Conservationist Paul Lister Tells Us About Rewilding Scotland


Conservationist Paul Lister Tells Us About Rewilding Scotland


We are honored to work with environmentally-minded individuals across the globe. The owner of our newest property, Alladale Wilderness Reserve, is no exception.


We catch up with Paul Lister, the man behind one of Scotland’s most unique conservation projects—23,000-acre Alladale Wilderness Reserve. He has big plans to nourish this land into the place the Scottish Highlands once were—a wilderness alive with wolves, and of course the all too cute and seriously endangered Scottish Wildcat. Here are his groundbreaking thoughts for rewilding Alladale, and how you can get involved.   


Q: Conservation plays a big role at Alladale. What inspired you to make the property so environmentally focused?

On my travels I have been fortunate enough to see many conservation and rewilding projects around the world, from Africa and the Americas to Australia and India. It’s the culmination of these trips that eventually brought me to Alladale and the Highlands. The past millennia we have been cutting, felling, and burning our forests in Britain for many different reasons. Just one percent of our original forest remains with what’s left often being described as a “pretty garden” or in the Scottish uplands a “soggy desert.” So rather than continue with a “Victorian” management system, focusing on the diminishing market for hunting, shooting, and fishing, we decided to embark on a rewilding journey which in turn attracts a far larger and growing market focused on nature and wildlife tourism.


"We decided to embark on a rewilding journey which in turn attracts a far larger and growing market focused on nature and wildlife tourism.


Q: Tell us about your passion for wolves and the rewilding movement you're planning for the Highlands.

Britain was once a wild land with wolves, bears, and lynx preying on deer, wild boar, and other critters; with the carnivores gone, sheep and deer took over the landscape and natural regeneration has been severely compromised. The environmental and economic case for wolves has been well documented in Yellowstone over the past 25 years; rather than reintroducing wolves to Scotland, we are proposing a large scale fenced wildlife reserve, much like dozens that exist in South Africa. This will create a huge opportunity for local communities in respect of jobs and businesses but also help the forest regeneration as the wolves will keep deer numbers in check and on the move.


Q: And what about those little wildcats? 


As the UK’s only remaining wild felid, we are part of a group that is working to save the endangered wildcat from extinction. We have numerous enclosures and the idea is to breed cats in captivity that will be used to stock a large scale national breed and release program. In the meantime, Alladale’s guests, in the company of our rangers, love to quietly visit and observe the cats.


"Alladale’s guests, in the company of our rangers, love to quietly visit and observe the cats." 


Q: In addition to rewilding Alladale, can you tell us more about your work with the European Nature Trust and also what you are doing in Transylvania?


The European Nature Trust partners with and supports wildlife and conservation charities in Asturias (Spain), Abruzzo (Italy), and Fararas (Romania), where we have our most significant project. Romania has the largest unfragmented old growth forests in Europe that extend for hundreds of miles and are home to the highest numbers of bears, wolves, and lynx anywhere in Europe. During the post-communism period these forests have become the target of large scale illegal forestry practices resulting in vast clear-cuts! Thanks to the work of the Environmental Investigation Agency (EIA) and others, we hope these illicit practices are now slowing down! The Romanian Foundation Conservation Carpathia (FCC) is in the process of establishing a more than 600,000-acre protected area in the heart of the Carpathian mountains between the cities of Sibiu and Brasov, a kind of European Yellowstone!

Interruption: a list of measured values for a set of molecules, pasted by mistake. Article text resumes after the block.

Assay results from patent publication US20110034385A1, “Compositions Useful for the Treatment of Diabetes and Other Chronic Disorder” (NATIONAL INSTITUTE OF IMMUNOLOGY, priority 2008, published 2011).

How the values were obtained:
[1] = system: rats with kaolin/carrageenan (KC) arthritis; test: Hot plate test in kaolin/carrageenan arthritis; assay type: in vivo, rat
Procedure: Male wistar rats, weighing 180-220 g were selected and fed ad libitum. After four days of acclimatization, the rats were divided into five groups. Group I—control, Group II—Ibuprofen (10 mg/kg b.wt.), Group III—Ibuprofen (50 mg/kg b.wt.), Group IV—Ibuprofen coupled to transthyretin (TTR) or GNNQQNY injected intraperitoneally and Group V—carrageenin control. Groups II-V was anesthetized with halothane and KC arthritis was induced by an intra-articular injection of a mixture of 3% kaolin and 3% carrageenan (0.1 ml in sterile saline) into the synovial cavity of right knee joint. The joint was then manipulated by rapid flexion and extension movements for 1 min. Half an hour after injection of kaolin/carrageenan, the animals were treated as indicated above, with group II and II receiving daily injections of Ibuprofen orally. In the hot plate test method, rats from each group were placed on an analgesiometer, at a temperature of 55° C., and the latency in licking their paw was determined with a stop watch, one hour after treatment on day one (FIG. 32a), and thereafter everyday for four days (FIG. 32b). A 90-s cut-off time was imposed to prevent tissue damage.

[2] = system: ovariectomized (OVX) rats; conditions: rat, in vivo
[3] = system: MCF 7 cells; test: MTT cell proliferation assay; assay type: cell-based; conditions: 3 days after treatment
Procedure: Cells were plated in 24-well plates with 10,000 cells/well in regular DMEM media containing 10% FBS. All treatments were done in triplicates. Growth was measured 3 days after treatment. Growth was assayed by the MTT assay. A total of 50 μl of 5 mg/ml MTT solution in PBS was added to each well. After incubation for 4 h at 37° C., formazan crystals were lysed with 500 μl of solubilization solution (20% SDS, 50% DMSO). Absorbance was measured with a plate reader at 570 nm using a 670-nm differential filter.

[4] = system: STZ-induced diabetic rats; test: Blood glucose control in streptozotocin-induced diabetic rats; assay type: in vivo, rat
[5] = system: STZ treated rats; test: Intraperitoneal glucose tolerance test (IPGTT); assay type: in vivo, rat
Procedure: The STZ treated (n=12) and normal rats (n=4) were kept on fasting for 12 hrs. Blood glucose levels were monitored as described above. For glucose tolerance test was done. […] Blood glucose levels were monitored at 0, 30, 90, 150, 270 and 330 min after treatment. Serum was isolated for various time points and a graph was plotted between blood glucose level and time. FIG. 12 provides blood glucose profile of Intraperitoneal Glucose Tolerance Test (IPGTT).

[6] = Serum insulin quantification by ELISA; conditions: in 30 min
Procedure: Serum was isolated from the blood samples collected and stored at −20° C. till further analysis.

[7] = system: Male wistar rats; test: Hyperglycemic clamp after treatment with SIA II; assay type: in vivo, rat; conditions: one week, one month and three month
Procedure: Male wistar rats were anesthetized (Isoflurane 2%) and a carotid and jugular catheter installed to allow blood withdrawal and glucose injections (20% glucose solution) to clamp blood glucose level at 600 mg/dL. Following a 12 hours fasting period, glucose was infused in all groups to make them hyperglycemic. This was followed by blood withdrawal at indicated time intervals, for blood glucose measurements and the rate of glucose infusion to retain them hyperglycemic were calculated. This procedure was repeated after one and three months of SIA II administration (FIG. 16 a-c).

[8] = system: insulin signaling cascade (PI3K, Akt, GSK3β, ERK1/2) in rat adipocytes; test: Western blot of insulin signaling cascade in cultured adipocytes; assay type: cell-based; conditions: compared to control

Q: What can travelers expect during a typical stay at Alladale?


Apart from taking over one or more of our four lodges, we offer a wide range of retreats from yoga and mindfulness to biking challenges; Bear Grylls Survival Academy and the world famous Wim Hof ice retreats! Guests can also take a variety of walks, mountain bike, fly fish, clay-bird shoot or just relax, read a book, play the piano or partake in a game of snooker or billiards. On inclement weather days guests have the use of our gym and sauna! Our chef prepares ‘honest’ locally sourced seafood and game, and much of the produce is sourced from our own extensive organic garden.

Surprisingly not all of Scotland suffers from high precipitation; Alladale receives around 40 inches of rainfall a year compared to the West Coast which gets more than 120 inches—and last summer we had 3 months of drought conditions! We have a good stock of Wellington and hiking boots to choose from as well as rain jackets, gloves, hats, etc; however we do encourage guests to bring their own outdoor coats as the Highland weather can change very rapidly.



Interested in traveling to Scotland? Get in touch or learn more about Alladale Wilderness Reserve below.


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Paul Lister Interview


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